• Slide 74 - Research Yu, Chou, Yang and Chang (2010) in their study found the following as statistically significant risk factors: Anemia Head and neck surgery Lateral and prone positioning Fiberoptic intubation Deliberate hypotension Duration of anesthesia
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  • Slide 76 - Research Martin, Weingarten, Gunn, Lee and Schroeder (2009) performed a prospective study in which they initiated a performance improvement initiative and then a time period was examined looking at corneal abrasions. Risk factors they found statistically significant were the following: Duration of anesthesia Head and neck surgery Graves disease ASA status of I or II Anesthesia provider (SRNA’s!!!!!)
  • Slide 77 - Strategies for Eye Protection Now that we know different mechanisms and risk factors for corneal abrasions, how do we protect against them? Very limited research assessing different methods to protect the eyes during the course of general anesthesia
  • Slide 78 - PREVENTION According to Barash, “…tape the eyelids closed immediately after induction, and during mask ventilation and laryngoscopy.” Tape eyes after induction immediately after the loss of lid reflex (before mask ventilation or endotracheal intubation) Be very careful with checking eyelid reflex Take care when taping eyes to fully shut and closing eyelids Care regarding dangling objects when leaning over pts Close observation as pts awaken (pts often try to rub their eyes or nose as they recover from the effects of anesthesia)
  • Slide 79 - Various Prevention Methods Taping the eyes Lid taping only Eye drops Hydro- gel Ointments Lid taping plus ointment Goggles
  • Slide 80 - Prevention Taping/ Opsite/ Eye Cutouts Without a doubt taping the eye is necessary during GA and the best method to help protect the eye Ensure that the edges of the eyelid are approximated and the tape is secure Check eye tape periodically → esp. after repositioning Tape may lose adherence with exposure to tears or moisture → retape when indicated by visual inspection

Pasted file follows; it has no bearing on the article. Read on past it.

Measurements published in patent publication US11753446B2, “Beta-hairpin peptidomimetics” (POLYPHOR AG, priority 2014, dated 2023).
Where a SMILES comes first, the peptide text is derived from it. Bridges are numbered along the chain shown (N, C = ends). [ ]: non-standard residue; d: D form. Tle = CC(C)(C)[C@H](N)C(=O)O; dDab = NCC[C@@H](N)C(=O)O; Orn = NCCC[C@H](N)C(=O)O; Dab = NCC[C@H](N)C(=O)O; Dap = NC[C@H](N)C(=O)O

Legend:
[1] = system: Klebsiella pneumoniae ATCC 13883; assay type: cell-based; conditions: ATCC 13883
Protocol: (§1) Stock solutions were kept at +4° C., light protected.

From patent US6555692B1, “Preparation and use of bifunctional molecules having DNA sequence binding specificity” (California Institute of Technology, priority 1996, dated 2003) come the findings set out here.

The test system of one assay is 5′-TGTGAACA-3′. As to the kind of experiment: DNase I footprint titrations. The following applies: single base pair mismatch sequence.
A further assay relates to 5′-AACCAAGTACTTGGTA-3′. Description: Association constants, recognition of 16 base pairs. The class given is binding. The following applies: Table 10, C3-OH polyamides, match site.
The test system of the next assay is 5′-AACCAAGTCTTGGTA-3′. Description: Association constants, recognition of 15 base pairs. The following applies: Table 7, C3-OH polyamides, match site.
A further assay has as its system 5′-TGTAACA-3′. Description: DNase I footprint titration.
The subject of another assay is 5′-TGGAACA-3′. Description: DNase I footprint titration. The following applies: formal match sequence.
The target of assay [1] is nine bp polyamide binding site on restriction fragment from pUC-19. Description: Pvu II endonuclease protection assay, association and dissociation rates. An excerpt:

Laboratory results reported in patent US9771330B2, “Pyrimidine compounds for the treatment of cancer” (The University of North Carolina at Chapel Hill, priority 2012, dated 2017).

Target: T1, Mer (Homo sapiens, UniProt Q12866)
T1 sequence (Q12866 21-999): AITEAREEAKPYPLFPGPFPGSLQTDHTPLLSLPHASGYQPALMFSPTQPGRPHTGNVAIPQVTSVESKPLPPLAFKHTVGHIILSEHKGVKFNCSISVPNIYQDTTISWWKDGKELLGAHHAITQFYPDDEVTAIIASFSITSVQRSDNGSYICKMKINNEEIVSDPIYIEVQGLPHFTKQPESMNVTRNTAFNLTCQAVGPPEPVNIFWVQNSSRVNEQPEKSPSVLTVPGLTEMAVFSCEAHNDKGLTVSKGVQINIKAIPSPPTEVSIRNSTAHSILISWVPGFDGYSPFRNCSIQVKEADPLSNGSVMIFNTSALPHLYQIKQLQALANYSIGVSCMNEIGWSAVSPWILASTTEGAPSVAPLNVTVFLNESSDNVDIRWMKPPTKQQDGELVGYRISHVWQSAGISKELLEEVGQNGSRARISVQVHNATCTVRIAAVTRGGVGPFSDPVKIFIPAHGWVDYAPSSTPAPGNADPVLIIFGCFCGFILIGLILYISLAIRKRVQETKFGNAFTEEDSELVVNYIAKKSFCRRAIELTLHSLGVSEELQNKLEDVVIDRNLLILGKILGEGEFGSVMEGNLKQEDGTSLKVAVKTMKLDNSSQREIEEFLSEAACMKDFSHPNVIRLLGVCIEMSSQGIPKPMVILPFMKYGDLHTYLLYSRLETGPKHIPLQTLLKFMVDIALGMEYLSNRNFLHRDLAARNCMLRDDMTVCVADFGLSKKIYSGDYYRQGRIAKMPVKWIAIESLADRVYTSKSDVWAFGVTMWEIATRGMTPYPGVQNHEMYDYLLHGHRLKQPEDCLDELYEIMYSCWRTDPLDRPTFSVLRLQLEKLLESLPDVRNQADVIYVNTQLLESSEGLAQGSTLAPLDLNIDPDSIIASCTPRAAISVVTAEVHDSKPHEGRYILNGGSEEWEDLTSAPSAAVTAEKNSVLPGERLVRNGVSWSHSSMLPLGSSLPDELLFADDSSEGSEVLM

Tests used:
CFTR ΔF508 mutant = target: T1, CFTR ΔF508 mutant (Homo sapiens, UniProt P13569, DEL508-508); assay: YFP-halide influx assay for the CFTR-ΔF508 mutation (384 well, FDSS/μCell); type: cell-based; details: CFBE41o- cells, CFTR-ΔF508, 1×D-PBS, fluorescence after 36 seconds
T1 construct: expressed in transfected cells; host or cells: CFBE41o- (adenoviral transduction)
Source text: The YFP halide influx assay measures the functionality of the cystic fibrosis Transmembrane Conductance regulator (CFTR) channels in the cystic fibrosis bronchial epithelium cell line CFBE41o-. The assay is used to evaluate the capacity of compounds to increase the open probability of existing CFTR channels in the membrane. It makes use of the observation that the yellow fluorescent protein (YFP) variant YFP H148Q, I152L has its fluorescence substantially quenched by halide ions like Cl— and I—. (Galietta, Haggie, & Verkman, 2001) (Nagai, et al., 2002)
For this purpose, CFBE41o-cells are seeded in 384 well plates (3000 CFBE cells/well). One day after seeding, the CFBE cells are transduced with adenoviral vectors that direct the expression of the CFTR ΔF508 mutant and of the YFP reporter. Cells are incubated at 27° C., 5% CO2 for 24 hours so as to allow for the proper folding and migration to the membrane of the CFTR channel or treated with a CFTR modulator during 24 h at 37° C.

• Slide 81 - Prevention Lid taping only Good for cases less than 90 minutes Supine patient position No high risk surgery (head/neck) No exophthalmos or lagophthalmos Great if tape won’t come off and lids remain shut Avoids post-op blurring of vision that is associated with ointment
  • Slide 82 - Prevention Methylcellulose Eye Drops Good lubricant Easy to Instill and Cheap When compared to petroleum based ointment, methylcellulose eye drops offered better protection of the eye in a study by Boggild-Madson, Bundgarrd- Nielsen, Hammer and Jakobson (1981). They found lower rates of edema, pink eye and blurred vision in the methylcellulose group
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  • Slide 84 - Prevention Hydro-gel Never seen it used before but an option A study conducted by Smolle, Keller, Pinggera, Deibl, Rieder and Lirk (2004) compared clear hydro- gel to eye ointment in providing eye comfort after surgery The use of hydro- gel when compared to eye ointment was found to have reduced eye inflammation, reduced eye itching upon emergence, better patient comfort, less blurred vision and less adherent eye lashes
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  • Slide 86 - Prevention Ointments Mixed research results Advantages Good for longer case to help keep eye lubricated Disadvantages of ointments: Occasional allergic reaction Flammability → makes use undesirable during surgery around face and contraindicated during laser surgery Blurred vision in early post-op period The blurring and foreign body sensation associated with ointments may ↑ incidence of post-op corneal abrasions if it triggers excessive rubbing of the eyes
  • Slide 87 - Prevention Petroleum ointment was found to cause edema, pink eye, and blurred vision more than the use of methylcellulose solution in a study by Boggild-Madson, Bundgarrd- Nielsen, Hammer and Jakobson (1981)
  • Slide 88 - Prevention Another study conducted by Siffring and Poulton (1987) assessed the prevention of ocular complications during general anesthesia This study use 4 groups to evaluate different methods of eye protection: Group A used Lacri- lube petroleum ointment and tape Group B used Duratears ointment and tape Group C used methylcellulose drops and tape Group D used only hypoallergenic tape
  • Slide 89 - Prevention Both groups A and B found blurred vision present post operatively Both Group C and D did not use petroleum based ointments to protect the eyes and only one or less subjects complained of blurred vision